Getting AT&T 3G data card to work under Mac OS X and with Parallels
July 03, 2008
I figured I need a 3G/mobile data connection for my MacBok Pro, so I got the card that AT&T offers. As an aside, the terms said “free after rebate”, but free in America doesn’t mean free – it means that you send in the rebate and then after a while you get some AT&T promotional card or something that you can use on future AT&T stuff. So it’s kind of like prepayment for future purchases while meanwhile giving them an interest-free loan. The wonders of business…
So anyway, back to the card. Getting it to work under Mac OS X needs some work, but not too much, once you know where to look. First, as the instructions say, you need to go to this site and download and install the software which is standard Mac OS X application. What you don’t find anywhere, though, is what you do after that. You start the software, but nothing happens and you can’t connect.
Googling helps. Turns out you have to put some settings into the software’s preferences. I found many forum threads such as this one. Turns out you have to configure the thing in Preferences like this.
Password may or may not be necessary. After you do this, it connects and works fine. And 3G is mighty fast, yay! I’m already looking forward to next Friday and the new 3G iPhone ;)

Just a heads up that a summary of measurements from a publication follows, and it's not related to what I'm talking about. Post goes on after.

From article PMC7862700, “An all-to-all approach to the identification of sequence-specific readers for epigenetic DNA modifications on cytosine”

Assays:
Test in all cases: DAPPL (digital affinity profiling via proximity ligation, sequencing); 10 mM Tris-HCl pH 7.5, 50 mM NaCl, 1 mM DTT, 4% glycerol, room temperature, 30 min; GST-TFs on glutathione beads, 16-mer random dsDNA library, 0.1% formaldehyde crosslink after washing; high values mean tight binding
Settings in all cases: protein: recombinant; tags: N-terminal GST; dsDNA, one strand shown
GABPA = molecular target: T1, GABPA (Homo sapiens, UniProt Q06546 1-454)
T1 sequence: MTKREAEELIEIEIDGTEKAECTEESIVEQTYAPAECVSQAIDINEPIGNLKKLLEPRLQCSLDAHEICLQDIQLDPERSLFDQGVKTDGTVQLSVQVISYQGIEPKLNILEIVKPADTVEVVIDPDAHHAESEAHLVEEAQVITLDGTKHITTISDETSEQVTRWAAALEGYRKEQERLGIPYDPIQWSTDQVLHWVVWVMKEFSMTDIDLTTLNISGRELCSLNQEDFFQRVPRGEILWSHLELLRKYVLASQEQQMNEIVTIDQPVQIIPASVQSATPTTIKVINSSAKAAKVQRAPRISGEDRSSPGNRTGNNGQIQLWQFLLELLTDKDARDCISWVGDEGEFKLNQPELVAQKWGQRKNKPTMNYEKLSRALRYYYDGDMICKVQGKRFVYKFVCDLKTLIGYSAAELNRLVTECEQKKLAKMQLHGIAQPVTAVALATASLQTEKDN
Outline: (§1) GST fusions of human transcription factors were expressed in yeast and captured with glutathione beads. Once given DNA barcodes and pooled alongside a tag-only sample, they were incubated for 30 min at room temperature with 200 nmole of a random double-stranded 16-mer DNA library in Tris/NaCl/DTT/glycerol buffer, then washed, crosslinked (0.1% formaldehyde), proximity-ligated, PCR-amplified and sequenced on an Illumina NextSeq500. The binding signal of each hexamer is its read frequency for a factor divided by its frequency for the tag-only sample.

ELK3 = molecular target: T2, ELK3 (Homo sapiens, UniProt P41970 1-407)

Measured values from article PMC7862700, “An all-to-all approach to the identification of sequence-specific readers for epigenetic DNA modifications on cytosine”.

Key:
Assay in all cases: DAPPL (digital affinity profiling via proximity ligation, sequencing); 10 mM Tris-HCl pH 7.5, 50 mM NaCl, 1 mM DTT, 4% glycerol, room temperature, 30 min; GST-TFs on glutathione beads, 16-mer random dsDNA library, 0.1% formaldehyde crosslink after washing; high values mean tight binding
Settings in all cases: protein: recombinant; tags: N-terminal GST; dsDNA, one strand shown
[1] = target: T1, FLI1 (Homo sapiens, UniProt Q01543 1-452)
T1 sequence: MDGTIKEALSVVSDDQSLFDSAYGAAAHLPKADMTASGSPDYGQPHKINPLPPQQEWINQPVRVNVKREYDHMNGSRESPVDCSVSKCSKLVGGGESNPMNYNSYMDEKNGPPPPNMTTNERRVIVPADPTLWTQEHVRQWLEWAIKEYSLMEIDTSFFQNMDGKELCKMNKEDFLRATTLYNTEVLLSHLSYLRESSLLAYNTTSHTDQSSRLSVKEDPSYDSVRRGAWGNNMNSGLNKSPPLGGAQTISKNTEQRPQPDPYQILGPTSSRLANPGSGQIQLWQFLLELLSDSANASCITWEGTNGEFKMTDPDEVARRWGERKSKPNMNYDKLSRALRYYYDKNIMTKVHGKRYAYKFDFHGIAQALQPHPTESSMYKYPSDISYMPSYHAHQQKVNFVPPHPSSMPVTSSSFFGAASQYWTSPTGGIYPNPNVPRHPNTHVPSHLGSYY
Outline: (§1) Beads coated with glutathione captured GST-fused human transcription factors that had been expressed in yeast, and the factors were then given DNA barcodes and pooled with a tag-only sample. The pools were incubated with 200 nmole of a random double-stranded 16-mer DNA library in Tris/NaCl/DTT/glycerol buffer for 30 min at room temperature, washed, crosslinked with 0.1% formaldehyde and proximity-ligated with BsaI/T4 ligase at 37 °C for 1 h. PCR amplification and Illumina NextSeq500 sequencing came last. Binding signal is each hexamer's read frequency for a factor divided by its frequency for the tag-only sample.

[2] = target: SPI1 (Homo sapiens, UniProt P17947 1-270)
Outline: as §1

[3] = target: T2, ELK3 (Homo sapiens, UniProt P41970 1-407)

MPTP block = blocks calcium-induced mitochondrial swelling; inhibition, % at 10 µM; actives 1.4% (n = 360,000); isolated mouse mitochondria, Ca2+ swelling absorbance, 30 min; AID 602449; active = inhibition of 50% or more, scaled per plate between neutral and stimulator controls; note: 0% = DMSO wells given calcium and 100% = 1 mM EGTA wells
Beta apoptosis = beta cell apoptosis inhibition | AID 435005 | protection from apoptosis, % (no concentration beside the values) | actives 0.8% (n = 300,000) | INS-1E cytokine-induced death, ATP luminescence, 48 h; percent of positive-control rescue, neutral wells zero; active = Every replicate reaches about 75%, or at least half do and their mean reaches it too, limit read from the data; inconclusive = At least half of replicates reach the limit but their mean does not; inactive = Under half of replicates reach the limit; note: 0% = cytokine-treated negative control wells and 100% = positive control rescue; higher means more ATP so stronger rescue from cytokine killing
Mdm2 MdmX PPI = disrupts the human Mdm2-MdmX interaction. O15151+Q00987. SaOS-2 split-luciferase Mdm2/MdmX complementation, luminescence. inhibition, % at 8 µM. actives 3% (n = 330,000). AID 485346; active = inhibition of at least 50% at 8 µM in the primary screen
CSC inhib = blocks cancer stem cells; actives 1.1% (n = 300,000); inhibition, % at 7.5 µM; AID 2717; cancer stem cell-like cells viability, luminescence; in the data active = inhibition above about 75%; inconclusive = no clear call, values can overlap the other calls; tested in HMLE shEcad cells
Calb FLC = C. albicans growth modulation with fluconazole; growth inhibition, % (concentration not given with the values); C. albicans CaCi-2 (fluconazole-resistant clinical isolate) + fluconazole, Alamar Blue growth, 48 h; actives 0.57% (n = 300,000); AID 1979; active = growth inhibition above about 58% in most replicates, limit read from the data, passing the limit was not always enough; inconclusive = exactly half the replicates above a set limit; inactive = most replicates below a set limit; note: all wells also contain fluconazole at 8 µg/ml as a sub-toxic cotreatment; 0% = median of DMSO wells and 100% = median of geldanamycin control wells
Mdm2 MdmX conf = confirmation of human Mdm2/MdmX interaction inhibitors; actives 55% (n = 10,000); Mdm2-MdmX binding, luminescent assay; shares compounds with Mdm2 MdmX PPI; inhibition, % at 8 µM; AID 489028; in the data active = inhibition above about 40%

Getting it to work with Parallels shared networking
So far, so good. Now, let’s crank it up a bit and say you want to get the thing to work with Parallels. By default, after you do the above, Parallels complains that it cannot connect to network adapter “unknown” when your 3G card is active. What’s going on?
Turns out that the GlobeTrotter Connect software creates a new network location profile and automatically switches to it when you launch the 3G connection. This would be fine, except that it is missing the Parallels virtual network interfaces that Parallels has added to your default/automatic profile.
So, what you need to do is to go to System Preferences, Network, and switch to GlobeTrotter Connect profile. Then, add the two missing interfaces. In my case, I had to add “Ethernet Adaptor (en2)” and “Ethernet Adaptor (en3)”. I named one of them “Parallels NAT” and the other “Parallels Host-Guest”, exactly as in the “Automatic” location. You don’t need to touch any other settings.
Just after adding these two interfaces, shared networking works perfectly again now and I can reuse my 3G connection from inside Windows running in Parallels, switching between Airport and 3G connections in OS X however I want.